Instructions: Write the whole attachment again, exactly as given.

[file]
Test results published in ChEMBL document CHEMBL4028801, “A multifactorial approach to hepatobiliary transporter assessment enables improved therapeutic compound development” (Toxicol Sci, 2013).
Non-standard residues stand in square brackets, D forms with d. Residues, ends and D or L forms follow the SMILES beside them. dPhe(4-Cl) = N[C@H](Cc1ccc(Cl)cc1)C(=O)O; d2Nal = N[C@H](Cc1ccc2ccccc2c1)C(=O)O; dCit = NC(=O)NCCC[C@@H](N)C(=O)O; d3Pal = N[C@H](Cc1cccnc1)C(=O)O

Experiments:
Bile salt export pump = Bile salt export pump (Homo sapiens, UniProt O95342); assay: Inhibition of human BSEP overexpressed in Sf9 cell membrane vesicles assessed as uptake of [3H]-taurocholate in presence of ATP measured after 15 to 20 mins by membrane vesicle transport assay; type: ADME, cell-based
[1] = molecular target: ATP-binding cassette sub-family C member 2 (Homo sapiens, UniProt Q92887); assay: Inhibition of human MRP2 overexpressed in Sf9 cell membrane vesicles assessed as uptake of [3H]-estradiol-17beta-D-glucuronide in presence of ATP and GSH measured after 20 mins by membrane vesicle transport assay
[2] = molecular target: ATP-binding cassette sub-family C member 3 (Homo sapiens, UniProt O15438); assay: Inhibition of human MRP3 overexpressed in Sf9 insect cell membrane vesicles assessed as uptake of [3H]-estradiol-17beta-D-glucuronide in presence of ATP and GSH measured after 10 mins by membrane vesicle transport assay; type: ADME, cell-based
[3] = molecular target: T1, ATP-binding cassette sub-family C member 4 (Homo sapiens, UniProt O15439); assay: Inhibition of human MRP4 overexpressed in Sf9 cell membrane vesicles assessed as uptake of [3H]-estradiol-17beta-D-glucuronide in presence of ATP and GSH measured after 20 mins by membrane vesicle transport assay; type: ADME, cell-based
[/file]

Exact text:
Test results published in ChEMBL document CHEMBL4028801, “A multifactorial approach to hepatobiliary transporter assessment enables improved therapeutic compound development” (Toxicol Sci, 2013).
Non-standard residues stand in square brackets, D forms with d. Residues, ends and D or L forms follow the SMILES beside them. dPhe(4-Cl) = N[C@H](Cc1ccc(Cl)cc1)C(=O)O; d2Nal = N[C@H](Cc1ccc2ccccc2c1)C(=O)O; dCit = NC(=O)NCCC[C@@H](N)C(=O)O; d3Pal = N[C@H](Cc1cccnc1)C(=O)O

Experiments:
Bile salt export pump = Bile salt export pump (Homo sapiens, UniProt O95342); assay: Inhibition of human BSEP overexpressed in Sf9 cell membrane vesicles assessed as uptake of [3H]-taurocholate in presence of ATP measured after 15 to 20 mins by membrane vesicle transport assay; type: ADME, cell-based
[1] = molecular target: ATP-binding cassette sub-family C member 2 (Homo sapiens, UniProt Q92887); assay: Inhibition of human MRP2 overexpressed in Sf9 cell membrane vesicles assessed as uptake of [3H]-estradiol-17beta-D-glucuronide in presence of ATP and GSH measured after 20 mins by membrane vesicle transport assay
[2] = molecular target: ATP-binding cassette sub-family C member 3 (Homo sapiens, UniProt O15438); assay: Inhibition of human MRP3 overexpressed in Sf9 insect cell membrane vesicles assessed as uptake of [3H]-estradiol-17beta-D-glucuronide in presence of ATP and GSH measured after 10 mins by membrane vesicle transport assay; type: ADME, cell-based
[3] = molecular target: T1, ATP-binding cassette sub-family C member 4 (Homo sapiens, UniProt O15439); assay: Inhibition of human MRP4 overexpressed in Sf9 cell membrane vesicles assessed as uptake of [3H]-estradiol-17beta-D-glucuronide in presence of ATP and GSH measured after 20 mins by membrane vesicle transport assay; type: ADME, cell-based